The long-term prognosis of nonasthmatic eosinophilic bronchitis (NAEB) is still unclear. The aim of this study was to observe the frequency of relapse among patients with NAEB and the likelihood of NAEB developing into chronic airflow obstruction over time.
Patients with NAEB were followed for at least 1 year between 2003 and 2013. During this period, we evaluated clinical symptoms, sputum eosinophil count, spirometry, and bronchial hyperresponsiveness. A linear mixed model was adopted to determine the relationship between time and lung function.
A total of 234 patients with NAEB were identified, of whom 141 were followed for > 1 year (median, 4.1 years). Up to 59.6% of patients had a relapse after treatment. Both allergic rhinitis (OR, 4.37; 95% CI, 1.049-18.203; P = .043) and sputum eosinophilia after 4 weeks of treatment with inhaled corticosteroids (OR, 9.493; 95% CI, 2.381-37.850; P = .001) were risk factors for relapse. Among the 141 patients, mild asthma developed in eight (5.7%). During the follow-up period, no progressive decline in FVC, FEV1, and FEV1/FVC were observed (P > .05). Although the proportion of small airway dysfunction (maximum midexpiratory flow [MMEF] < 65%) significantly increased at the last visit in all groups (all P < .05), only the relapse group showed an MMEF decline at the end of follow-up (P < .05) in the linear mixed model.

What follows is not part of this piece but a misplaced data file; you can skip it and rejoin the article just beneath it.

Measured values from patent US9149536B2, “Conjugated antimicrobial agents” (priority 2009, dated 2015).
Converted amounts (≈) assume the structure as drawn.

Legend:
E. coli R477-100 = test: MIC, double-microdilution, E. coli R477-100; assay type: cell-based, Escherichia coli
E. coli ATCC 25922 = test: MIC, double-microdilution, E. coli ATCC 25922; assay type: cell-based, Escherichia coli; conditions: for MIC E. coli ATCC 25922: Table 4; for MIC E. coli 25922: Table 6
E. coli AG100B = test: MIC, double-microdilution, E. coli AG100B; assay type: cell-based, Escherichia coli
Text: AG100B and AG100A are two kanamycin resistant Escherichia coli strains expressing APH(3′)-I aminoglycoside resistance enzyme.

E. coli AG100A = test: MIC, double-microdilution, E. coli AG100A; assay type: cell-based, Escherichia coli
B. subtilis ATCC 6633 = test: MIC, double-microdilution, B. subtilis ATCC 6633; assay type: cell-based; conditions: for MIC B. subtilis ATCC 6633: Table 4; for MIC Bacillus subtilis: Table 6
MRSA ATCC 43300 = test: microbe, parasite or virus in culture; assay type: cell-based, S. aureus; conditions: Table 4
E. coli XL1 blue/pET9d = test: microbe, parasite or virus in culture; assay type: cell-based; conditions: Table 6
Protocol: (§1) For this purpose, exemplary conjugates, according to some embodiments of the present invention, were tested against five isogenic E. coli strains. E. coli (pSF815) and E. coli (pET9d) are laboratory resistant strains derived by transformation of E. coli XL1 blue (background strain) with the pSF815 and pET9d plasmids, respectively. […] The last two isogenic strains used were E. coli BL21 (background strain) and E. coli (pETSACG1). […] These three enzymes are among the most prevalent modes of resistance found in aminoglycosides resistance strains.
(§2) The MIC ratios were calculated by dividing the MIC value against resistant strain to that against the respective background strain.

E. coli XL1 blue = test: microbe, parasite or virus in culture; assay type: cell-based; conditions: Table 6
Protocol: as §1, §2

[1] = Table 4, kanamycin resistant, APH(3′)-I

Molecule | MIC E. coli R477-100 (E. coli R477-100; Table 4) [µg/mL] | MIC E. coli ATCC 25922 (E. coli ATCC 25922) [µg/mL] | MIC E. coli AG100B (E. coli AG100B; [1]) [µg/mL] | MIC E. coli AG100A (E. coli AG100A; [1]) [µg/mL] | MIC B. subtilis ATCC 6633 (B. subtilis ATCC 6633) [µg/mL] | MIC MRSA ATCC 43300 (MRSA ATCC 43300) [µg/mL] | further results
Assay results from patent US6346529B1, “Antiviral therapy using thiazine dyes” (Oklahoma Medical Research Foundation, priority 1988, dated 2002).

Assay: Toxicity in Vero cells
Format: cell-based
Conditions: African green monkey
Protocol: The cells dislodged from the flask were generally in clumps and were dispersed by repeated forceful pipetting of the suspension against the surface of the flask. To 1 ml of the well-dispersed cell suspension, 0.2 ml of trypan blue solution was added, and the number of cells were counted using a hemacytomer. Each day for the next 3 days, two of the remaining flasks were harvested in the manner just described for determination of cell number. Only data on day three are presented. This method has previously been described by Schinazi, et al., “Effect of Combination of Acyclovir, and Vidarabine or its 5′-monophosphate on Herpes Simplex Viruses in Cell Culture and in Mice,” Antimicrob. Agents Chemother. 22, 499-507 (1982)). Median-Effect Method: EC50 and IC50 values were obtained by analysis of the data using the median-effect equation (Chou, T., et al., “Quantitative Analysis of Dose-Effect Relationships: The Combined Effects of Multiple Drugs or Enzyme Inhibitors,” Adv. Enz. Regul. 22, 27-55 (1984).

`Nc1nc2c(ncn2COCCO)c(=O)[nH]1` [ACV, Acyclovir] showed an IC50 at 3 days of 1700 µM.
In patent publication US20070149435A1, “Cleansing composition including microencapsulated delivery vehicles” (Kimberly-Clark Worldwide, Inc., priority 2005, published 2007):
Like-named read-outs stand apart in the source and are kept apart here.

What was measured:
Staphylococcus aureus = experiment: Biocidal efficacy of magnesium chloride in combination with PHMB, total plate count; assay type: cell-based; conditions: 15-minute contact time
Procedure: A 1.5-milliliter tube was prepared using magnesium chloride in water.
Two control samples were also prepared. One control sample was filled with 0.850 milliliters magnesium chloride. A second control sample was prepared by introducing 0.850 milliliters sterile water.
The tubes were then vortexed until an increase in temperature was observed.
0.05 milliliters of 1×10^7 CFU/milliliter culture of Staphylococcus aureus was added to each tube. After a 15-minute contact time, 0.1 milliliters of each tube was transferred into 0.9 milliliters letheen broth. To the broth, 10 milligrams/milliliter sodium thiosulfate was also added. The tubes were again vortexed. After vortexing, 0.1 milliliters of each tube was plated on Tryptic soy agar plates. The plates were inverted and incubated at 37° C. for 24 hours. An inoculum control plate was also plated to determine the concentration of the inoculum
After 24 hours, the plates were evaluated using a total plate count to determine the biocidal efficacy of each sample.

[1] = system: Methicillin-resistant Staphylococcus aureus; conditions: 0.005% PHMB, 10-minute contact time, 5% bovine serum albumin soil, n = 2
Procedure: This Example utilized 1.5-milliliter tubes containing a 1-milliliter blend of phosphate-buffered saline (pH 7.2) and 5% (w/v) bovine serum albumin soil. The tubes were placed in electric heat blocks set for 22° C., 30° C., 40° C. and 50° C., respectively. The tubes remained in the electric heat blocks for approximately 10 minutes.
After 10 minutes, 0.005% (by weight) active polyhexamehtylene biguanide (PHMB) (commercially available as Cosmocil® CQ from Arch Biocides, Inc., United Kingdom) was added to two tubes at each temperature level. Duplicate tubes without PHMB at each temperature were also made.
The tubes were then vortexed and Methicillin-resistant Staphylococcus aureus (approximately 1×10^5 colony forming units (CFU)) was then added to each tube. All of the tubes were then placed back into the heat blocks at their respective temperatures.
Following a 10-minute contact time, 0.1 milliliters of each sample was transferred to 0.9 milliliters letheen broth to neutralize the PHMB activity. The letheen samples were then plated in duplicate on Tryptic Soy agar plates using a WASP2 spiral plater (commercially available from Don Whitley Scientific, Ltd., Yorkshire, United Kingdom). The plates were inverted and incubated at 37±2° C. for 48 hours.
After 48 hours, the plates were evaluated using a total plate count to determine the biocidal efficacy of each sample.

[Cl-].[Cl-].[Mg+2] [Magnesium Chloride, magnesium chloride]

More than 50% of patients with NAEB have repeated episodes associated with persistent sputum eosinophilia after treatment and allergic rhinitis. In the current cohort, chronic airway obstruction does not develop despite small airway dysfunction increases over time.